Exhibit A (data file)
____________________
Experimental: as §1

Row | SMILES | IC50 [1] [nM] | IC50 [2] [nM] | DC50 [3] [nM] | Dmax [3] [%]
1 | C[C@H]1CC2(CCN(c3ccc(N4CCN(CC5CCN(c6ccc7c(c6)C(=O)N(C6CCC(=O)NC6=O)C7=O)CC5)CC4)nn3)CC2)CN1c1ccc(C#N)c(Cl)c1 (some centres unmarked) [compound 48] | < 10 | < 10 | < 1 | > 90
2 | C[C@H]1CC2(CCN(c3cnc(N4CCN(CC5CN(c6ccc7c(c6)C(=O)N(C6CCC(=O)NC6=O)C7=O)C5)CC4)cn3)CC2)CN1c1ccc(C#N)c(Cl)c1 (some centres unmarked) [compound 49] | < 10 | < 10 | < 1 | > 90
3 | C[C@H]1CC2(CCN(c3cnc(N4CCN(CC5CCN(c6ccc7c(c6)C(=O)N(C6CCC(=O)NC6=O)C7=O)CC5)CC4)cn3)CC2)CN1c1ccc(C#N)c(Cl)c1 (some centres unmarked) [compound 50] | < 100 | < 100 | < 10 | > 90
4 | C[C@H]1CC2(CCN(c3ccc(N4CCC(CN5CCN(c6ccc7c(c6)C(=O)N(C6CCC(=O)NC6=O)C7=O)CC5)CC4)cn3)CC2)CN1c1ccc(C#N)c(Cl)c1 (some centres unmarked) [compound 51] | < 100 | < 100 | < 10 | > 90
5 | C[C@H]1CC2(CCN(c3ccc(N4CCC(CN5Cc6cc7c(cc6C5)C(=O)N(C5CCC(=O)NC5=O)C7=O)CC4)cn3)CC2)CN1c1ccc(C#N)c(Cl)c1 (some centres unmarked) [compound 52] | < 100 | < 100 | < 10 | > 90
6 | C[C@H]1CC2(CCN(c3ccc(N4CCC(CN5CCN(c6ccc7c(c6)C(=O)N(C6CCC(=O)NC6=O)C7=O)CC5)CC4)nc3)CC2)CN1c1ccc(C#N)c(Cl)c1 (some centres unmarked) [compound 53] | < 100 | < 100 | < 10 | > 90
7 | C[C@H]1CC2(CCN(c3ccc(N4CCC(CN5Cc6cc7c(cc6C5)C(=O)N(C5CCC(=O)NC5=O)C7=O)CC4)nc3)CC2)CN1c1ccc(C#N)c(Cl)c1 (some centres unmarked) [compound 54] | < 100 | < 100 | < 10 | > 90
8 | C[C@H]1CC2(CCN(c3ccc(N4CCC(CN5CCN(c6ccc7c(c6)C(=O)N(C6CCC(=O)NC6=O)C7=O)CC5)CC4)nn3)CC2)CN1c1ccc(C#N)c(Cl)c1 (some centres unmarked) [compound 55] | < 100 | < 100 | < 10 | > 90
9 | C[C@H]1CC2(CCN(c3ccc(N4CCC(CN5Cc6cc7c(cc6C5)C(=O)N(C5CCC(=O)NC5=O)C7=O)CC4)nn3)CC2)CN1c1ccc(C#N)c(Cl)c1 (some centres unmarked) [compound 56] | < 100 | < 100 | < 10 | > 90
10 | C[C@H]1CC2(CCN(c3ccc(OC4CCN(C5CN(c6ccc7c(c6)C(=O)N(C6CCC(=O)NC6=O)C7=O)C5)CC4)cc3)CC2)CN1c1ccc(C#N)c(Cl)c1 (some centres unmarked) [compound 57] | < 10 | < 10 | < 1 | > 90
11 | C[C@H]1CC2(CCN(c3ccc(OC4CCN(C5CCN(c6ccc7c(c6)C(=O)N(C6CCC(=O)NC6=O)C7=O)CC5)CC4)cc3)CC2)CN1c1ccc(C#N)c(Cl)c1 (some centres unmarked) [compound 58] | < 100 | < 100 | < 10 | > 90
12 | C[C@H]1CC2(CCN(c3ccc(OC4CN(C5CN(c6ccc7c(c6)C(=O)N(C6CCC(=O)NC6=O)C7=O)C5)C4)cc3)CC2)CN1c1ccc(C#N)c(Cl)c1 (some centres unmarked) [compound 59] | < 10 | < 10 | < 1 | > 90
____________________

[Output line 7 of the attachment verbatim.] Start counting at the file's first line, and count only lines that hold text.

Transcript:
5 | C[C@H]1CC2(CCN(c3ccc(N4CCC(CN5Cc6cc7c(cc6C5)C(=O)N(C5CCC(=O)NC5=O)C7=O)CC4)cn3)CC2)CN1c1ccc(C#N)c(Cl)c1 (some centres unmarked) [compound 52] | < 100 | < 100 | < 10 | > 90